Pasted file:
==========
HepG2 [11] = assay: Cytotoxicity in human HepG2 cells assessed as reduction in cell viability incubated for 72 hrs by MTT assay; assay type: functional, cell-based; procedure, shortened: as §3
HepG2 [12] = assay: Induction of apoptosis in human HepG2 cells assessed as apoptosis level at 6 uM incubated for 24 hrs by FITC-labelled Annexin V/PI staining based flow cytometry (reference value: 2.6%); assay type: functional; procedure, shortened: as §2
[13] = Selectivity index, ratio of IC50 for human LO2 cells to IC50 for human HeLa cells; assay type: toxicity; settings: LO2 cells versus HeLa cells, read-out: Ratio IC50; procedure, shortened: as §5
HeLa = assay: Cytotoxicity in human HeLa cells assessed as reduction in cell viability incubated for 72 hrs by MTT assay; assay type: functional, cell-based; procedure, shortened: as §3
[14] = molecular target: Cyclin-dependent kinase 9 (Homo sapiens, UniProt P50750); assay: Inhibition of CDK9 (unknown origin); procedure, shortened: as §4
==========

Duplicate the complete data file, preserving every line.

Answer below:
HepG2 [11] = assay: Cytotoxicity in human HepG2 cells assessed as reduction in cell viability incubated for 72 hrs by MTT assay; assay type: functional, cell-based; procedure, shortened: as §3
HepG2 [12] = assay: Induction of apoptosis in human HepG2 cells assessed as apoptosis level at 6 uM incubated for 24 hrs by FITC-labelled Annexin V/PI staining based flow cytometry (reference value: 2.6%); assay type: functional; procedure, shortened: as §2
[13] = Selectivity index, ratio of IC50 for human LO2 cells to IC50 for human HeLa cells; assay type: toxicity; settings: LO2 cells versus HeLa cells, read-out: Ratio IC50; procedure, shortened: as §5
HeLa = assay: Cytotoxicity in human HeLa cells assessed as reduction in cell viability incubated for 72 hrs by MTT assay; assay type: functional, cell-based; procedure, shortened: as §3
[14] = molecular target: Cyclin-dependent kinase 9 (Homo sapiens, UniProt P50750); assay: Inhibition of CDK9 (unknown origin); procedure, shortened: as §4